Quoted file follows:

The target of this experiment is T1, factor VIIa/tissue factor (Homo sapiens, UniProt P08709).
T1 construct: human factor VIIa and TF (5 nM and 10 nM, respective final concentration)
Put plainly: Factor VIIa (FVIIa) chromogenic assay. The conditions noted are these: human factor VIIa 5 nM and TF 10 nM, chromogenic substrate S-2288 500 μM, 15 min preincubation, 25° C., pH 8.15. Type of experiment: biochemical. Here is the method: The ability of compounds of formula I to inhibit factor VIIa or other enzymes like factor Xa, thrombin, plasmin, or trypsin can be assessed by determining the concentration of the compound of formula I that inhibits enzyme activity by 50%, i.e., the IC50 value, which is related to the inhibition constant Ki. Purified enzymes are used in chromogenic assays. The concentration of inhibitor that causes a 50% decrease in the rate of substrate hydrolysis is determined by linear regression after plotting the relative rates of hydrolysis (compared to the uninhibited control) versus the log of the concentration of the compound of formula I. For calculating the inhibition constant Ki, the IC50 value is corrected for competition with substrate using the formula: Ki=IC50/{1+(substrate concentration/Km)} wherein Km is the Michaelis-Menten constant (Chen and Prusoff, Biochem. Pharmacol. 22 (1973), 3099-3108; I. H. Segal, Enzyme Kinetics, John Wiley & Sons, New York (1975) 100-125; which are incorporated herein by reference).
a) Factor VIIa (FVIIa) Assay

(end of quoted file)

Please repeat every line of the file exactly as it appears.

The target of this experiment is T1, factor VIIa/tissue factor (Homo sapiens, UniProt P08709).
T1 construct: human factor VIIa and TF (5 nM and 10 nM, respective final concentration)
Put plainly: Factor VIIa (FVIIa) chromogenic assay. The conditions noted are these: human factor VIIa 5 nM and TF 10 nM, chromogenic substrate S-2288 500 μM, 15 min preincubation, 25° C., pH 8.15. Type of experiment: biochemical. Here is the method: The ability of compounds of formula I to inhibit factor VIIa or other enzymes like factor Xa, thrombin, plasmin, or trypsin can be assessed by determining the concentration of the compound of formula I that inhibits enzyme activity by 50%, i.e., the IC50 value, which is related to the inhibition constant Ki. Purified enzymes are used in chromogenic assays. The concentration of inhibitor that causes a 50% decrease in the rate of substrate hydrolysis is determined by linear regression after plotting the relative rates of hydrolysis (compared to the uninhibited control) versus the log of the concentration of the compound of formula I. For calculating the inhibition constant Ki, the IC50 value is corrected for competition with substrate using the formula: Ki=IC50/{1+(substrate concentration/Km)} wherein Km is the Michaelis-Menten constant (Chen and Prusoff, Biochem. Pharmacol. 22 (1973), 3099-3108; I. H. Segal, Enzyme Kinetics, John Wiley & Sons, New York (1975) 100-125; which are incorporated herein by reference).
a) Factor VIIa (FVIIa) Assay